This study aimed to explore palliative care provision for veterans with non-malignant respiratory disease, and their family carers, living in a rural area of America.
This study had a qualitative design using focus groups (n = 5) with healthcare professionals (HCPs) involved in the care of veterans with a diagnosis of COPD, bronchiectasis or ILD. Due to the exploratory nature of this research it was important that the methodological approach taken aimed to explore the individual interpretations the participants associated with the phenomenon being investigated. Therefore, a broad interpretivist methodological approach was found to be the most suitable to answer the research question. Interpretivist researchers believe that by interacting with the world around them people attach their own meanings to a certain phenomenon, therefore interpretivist researchers attempt to access the meanings and values study participants apply to a phenomenon, in order to understand it .
Recruitment and selection
Healthcare professionals were recruited at a large veteran hospital in a rural area of America. Convenience sampling enabled choosing any individual whose experiences helped to achieve the aims of the study  and who met the eligibility criteria (Table 1). The recruitment process is outlined in Fig. 1. The medical director (gatekeeper) invited 25 HCPs to take part in the study and 16 agreed to be contacted about the study. Sixteen HCPs consented to take part in the focus groups in September 2014. Healthcare professionals were offered various date and time slots and invited to attend a focus group that was convenient for them.
Data was collected from healthcare professionals (Table 2) using 5 focus groups involving 2–4 healthcare professionals in each focus group. Focus groups may contain 2–4 participants if data is sufficient to demonstrate patterns when conducting thematic analysis . The gatekeeper contacted healthcare professionals who consented to take part in the focus groups to arrange a suitable date and time for the focus groups to take place. Before the focus groups were commenced written informed consent was obtained from each participant. All focus groups were digitally recorded and transcribed verbatim. A focus group guide (Additional file 1) was developed by the project team using members’ experience of the topic area and previous research [21, 22]. Focus groups were conducted by the project team (PC and CMV) who had appropriate training on qualitative methods. To aid accurate recording of focus groups, a member of the project team fulfilled the role of note taker. Data collection was completed when it was noted by the lead author that no new themes or information were emerging from the data.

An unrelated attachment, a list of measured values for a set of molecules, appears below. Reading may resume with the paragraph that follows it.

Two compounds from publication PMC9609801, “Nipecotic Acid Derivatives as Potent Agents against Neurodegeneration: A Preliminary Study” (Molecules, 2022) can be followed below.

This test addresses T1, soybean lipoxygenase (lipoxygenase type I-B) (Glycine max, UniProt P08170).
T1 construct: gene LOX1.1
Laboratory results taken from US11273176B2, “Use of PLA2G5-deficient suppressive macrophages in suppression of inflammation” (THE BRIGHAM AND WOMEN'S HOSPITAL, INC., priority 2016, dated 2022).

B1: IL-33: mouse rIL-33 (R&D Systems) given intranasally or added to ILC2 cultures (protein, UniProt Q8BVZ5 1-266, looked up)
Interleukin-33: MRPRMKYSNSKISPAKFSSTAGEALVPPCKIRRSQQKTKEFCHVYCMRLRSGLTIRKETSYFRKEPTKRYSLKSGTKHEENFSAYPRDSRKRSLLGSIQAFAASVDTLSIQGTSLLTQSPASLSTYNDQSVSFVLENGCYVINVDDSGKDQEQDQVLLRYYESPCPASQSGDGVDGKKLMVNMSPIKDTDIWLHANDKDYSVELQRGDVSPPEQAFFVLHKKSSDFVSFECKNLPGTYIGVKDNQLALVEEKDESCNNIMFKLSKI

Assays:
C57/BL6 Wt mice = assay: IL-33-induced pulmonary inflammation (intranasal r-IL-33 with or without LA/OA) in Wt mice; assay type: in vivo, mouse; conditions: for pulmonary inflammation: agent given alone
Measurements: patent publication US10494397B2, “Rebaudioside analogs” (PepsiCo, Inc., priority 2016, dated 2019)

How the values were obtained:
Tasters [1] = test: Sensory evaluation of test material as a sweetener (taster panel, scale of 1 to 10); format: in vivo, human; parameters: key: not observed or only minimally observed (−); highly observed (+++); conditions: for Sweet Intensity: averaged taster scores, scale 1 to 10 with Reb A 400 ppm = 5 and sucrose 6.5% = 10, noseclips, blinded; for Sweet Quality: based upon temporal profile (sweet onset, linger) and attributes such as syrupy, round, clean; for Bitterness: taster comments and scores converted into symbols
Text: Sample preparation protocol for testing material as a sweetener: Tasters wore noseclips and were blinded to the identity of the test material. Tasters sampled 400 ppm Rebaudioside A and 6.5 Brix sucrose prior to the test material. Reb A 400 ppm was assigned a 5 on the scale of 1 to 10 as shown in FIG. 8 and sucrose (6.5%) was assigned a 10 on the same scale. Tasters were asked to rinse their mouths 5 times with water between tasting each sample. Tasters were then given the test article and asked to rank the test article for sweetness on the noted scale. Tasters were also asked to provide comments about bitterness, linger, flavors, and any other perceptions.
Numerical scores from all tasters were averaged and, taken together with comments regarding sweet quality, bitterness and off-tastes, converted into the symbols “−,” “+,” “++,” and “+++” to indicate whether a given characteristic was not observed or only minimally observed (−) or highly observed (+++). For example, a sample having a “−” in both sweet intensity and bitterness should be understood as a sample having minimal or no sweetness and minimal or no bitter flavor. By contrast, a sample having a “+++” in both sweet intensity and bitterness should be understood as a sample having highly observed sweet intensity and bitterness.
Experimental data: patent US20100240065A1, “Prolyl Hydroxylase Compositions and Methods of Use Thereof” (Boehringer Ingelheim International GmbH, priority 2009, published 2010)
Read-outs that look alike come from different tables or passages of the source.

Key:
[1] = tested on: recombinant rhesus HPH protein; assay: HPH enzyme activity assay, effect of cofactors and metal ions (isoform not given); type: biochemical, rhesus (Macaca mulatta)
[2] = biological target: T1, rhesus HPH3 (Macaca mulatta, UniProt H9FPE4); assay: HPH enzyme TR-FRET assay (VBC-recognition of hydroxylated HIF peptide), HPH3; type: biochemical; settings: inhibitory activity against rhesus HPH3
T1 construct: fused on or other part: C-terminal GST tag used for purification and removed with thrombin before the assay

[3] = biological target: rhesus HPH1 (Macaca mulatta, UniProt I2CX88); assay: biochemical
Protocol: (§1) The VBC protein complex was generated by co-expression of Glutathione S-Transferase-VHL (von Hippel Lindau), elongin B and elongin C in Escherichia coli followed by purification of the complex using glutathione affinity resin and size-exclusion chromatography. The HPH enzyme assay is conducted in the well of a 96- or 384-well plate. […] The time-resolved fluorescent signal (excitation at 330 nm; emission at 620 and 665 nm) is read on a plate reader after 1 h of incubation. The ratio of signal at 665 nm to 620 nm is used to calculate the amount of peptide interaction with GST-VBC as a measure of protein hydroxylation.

Data were analysed by adopting a thematic analysis framework described by . To assist with managing the data the qualitative research software package NVivo  was used to provide the tools to support the management and categorisation of the qualitative data. Stage one of analysis was the assignment of descriptive themes to sections of the data in order to describe their meaning. Stage two encompassed grouping together descriptive themes to generate interpretative themes and highlight emerging patterns within the data. The third stage of the framework required the identification of a number of overarching themes developed by pulling together and linking all the interpretative themes that had been established. Each transcription was initially analysed by the lead author (CMV) and then reviewed by another member of the team (PC). All themes and transcripts were then discussed collaboratively by the project team (CMV, PC and JR) for verification and agreement of the themes generated .
All procedures were reviewed and approved by the institutional review board (IRB) at the relevant institution. Verbal and written informed consent was obtained from each participant prior to commencement of the focus group. Any paper work produced throughout the focus group process is being held in a locked filing cabinet in a locked room, whilst any information stored on a computer is password protected. Pseudonyms have also been used to protect the identity of participants when verbatim quotations are used.
Analysis of the HCP focus groups identified two key overarching themes: 1) barriers to providing appropriate palliative care to veterans with NMRD; and 2) future direction of palliative care for veterans with NMRD. The overarching and interpretative themes are outlined in Table 3. Quotes are used as best exemplars from each theme and the anonymous participant codes for each quote are also included. Quotes have also been utilised to enhance rigour through thick description . This involved the researcher providing explicit details of the experiences of the participants and moving beyond mere description of their accounts . Holloway and Wheeler highlighted that this uncovers the meaning behind participants’ feelings and actions, and also allows for any reader of the study to decide if the research results can be applied across other settings.
Theme 1: Barriers to providing appropriate palliative care to veterans with NMRD
Healthcare professionals linked an inability to provide appropriate palliative care to veterans with NMRD with difficulties in determining the patient’s prognosis:
“The progression of interstitial lung disease can sometimes be very fast, people could have a normal life and then two months later be on 15 litres of oxygen at baseline…some of the times the barrier is just understanding [disease progression], which we don’t even understand everything about some of that stuff.” (RT2)